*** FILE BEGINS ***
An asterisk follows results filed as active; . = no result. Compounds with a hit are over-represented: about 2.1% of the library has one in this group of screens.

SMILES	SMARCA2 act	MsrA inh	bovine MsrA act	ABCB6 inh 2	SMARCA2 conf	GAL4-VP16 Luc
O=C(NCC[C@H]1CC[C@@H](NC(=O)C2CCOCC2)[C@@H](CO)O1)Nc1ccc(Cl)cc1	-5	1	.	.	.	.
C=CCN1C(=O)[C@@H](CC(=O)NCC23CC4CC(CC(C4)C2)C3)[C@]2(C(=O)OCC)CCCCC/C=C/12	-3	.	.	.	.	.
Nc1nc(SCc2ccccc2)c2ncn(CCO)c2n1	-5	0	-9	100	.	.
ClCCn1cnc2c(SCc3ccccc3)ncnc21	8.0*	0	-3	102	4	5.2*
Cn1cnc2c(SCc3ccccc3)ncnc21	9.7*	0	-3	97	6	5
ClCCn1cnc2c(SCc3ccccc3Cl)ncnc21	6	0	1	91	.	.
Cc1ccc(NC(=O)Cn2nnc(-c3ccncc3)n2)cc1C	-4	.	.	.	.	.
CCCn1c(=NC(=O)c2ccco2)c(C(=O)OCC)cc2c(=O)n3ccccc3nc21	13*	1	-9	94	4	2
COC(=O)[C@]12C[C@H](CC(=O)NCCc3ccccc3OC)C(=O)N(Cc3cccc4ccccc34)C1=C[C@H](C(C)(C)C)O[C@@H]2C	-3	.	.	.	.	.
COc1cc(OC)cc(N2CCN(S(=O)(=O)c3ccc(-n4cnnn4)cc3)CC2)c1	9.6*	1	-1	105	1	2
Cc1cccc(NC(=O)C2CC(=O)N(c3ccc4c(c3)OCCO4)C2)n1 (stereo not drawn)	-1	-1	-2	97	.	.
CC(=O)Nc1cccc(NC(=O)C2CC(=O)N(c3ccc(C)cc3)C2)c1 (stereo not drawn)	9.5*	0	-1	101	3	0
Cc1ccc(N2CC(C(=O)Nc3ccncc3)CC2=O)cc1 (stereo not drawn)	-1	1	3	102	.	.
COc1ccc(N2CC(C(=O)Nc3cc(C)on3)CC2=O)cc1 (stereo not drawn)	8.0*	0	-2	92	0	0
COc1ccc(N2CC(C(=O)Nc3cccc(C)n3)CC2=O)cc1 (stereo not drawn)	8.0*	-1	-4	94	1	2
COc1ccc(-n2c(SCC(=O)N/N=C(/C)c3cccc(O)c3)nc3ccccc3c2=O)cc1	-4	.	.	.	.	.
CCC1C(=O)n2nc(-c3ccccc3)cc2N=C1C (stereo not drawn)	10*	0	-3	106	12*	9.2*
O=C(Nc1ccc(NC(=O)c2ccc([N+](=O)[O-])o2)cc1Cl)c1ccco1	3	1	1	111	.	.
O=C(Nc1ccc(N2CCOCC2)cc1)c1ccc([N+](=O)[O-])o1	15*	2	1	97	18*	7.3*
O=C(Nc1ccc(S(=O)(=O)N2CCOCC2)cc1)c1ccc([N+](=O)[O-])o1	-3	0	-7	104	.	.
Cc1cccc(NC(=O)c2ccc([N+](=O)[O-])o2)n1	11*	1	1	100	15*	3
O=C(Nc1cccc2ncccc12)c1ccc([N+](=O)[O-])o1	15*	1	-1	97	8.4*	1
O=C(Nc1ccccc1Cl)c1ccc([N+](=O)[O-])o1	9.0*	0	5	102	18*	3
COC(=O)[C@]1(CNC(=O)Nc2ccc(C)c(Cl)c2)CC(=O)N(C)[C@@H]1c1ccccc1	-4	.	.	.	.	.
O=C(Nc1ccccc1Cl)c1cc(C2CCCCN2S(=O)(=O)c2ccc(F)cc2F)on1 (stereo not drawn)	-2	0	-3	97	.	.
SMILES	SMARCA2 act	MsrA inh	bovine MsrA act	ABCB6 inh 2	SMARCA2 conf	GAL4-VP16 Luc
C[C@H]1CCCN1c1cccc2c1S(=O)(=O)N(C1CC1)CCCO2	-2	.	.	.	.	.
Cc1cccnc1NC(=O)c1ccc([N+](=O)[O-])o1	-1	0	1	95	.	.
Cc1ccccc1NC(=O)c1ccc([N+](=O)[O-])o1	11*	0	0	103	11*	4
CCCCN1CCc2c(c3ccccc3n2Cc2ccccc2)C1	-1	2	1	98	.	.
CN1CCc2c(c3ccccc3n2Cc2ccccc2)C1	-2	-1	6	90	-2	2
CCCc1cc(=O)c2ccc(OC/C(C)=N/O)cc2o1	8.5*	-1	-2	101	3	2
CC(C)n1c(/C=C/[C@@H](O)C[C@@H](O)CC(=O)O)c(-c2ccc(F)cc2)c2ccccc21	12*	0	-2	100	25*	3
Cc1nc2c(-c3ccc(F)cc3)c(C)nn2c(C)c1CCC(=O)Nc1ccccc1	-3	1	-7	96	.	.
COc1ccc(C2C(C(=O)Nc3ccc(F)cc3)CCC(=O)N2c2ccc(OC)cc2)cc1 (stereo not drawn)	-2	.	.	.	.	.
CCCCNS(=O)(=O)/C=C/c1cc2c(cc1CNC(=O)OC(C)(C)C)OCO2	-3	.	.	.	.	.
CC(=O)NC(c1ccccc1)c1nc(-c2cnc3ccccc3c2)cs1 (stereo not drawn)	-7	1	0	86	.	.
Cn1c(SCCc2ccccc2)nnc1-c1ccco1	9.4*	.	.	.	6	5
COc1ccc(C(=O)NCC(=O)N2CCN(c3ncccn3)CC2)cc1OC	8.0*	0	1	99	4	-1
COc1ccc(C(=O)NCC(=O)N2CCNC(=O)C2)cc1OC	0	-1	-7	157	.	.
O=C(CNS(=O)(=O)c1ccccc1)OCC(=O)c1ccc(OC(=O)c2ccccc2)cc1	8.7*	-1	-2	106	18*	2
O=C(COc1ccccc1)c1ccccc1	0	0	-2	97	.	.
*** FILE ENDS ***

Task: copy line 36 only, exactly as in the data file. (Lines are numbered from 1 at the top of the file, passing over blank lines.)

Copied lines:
Cc1nc2c(-c3ccc(F)cc3)c(C)nn2c(C)c1CCC(=O)Nc1ccccc1	-3	1	-7	96	.	.